Melvin Larimer’s stone identifies him as having been an artificer in the Spanish-American War. I might have seen other stones with the designation before, but I hadn’t noticed. On Fort Sumter’s website, I found “artificer” in their FAQ section. Paraphrasing, an artificer would have been an enlisted artillery man with a specialized skill that allowed him to supervise or organize that kind of work.
Posts Tagged ‘spanish american war’
One of the more challenging aspects of wrapping your head around how people lived and thought in a different time is dropping the sense of inevitability and to some extent, labels. We tend to label and organize and categorize things, but that’s much easier to do with hindsight. People living in the thick of things aren’t always conscious of what will be essential to remember or what it will someday be called. One of the best examples I’ve heard of is the Battle of Gettysburg. When the soldiers marched into the little Pennsylvania town in late June and early July, they had no idea that this battle was going to be on of the most remembered. Some might not have even known the name of the place where they fought, and historians note that letters and diary entries from Gettysburg have to be identified through context because the soldiers, rather than calling it the Battle of Gettysburg, just mention things like having fought in a wheatfield or in a peach orchard. And so this tombstone is labeled not with our modern naming for this war, but as the War with Spain. The appellation the Spanish-American war must not have become standard until after this veteran’s death.
Eugene Hussey died in the Spanish-American War. His grave is both common and uncommon. Finding a marker for a Spanish-American War veteran isn’t that hard – as long as you are looking at cemeteries that were active at the turn of the 20th century, there were approximately 300,000 United States troops who served during war (although the short duration of the war, from April until December of 1898, meant that some saw little action). Of those, about 3500 died, but less than 400 were killed in action, making a marker that denotes a war death a rarity. Unfortunately, the most common cause of death for U.S. soldiers and sailors in the Spanish-American War was disease, which is likely what killed young Hussey. The unit history of the 1st Illinois Volunteer Infantry notes no combat deaths, but 84 deaths from what they call tropical diseases.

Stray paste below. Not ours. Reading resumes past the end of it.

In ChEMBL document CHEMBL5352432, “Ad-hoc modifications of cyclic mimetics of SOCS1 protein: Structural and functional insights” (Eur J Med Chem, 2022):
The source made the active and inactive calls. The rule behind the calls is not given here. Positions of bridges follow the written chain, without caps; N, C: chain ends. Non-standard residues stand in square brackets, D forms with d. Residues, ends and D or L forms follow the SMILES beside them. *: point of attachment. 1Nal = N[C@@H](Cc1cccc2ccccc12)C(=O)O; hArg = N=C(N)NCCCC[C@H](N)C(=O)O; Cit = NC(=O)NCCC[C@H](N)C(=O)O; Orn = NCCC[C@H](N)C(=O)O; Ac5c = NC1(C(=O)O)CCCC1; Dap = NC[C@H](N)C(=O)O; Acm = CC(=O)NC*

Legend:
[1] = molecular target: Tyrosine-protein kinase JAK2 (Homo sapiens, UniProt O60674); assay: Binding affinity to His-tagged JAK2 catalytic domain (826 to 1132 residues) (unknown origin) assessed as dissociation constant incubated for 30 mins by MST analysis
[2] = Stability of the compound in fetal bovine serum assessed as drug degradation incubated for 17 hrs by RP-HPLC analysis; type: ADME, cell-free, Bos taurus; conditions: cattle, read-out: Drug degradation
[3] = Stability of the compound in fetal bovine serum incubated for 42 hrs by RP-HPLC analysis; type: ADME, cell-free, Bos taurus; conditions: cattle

Posted in Dead Men Do Tell Tales, tagged harrisburg, harrisburg cemetery, history, occupation, pennsylvania, politician, soldier, spanish american war, tombstone tales, veteran on May 25, 2011 | Leave a Comment »
Posted in Dead Men Do Tell Tales, tagged american revolution, civil war, cleveland, department of veterans affairs, east cleveland, east cleveland township cemetery, government marker, history, ohio, revolutionary war, soldier, spanish american war, veteran, war of 1812, world war i, wwi on November 11, 2010 | Leave a Comment »
Veterans Day seems an appropriate time to share this information. Did you know that the Department of Veterans Affairs will provide, free of charge, a government headstone or marker for the unmarked grave of a veteran of the United States Armed Forces? There are documentation requirements to be met of course, and possible costs involved in setting the stone if the veteran is in a non-military/veterans’ cemetery. So if your research has lead you to the conclusion that there is a veteran buried in your local cemetery whose resting place is not marked, you may want to review this information.
The fruits of this program can be viewed in many cemeteries, but I think the finest example is here is in East Cleveland Township Cemetery, where you can see graves of veterans of major American conflicts from the Revolution to World War I marked with crisp, clean markers that are clearly not original.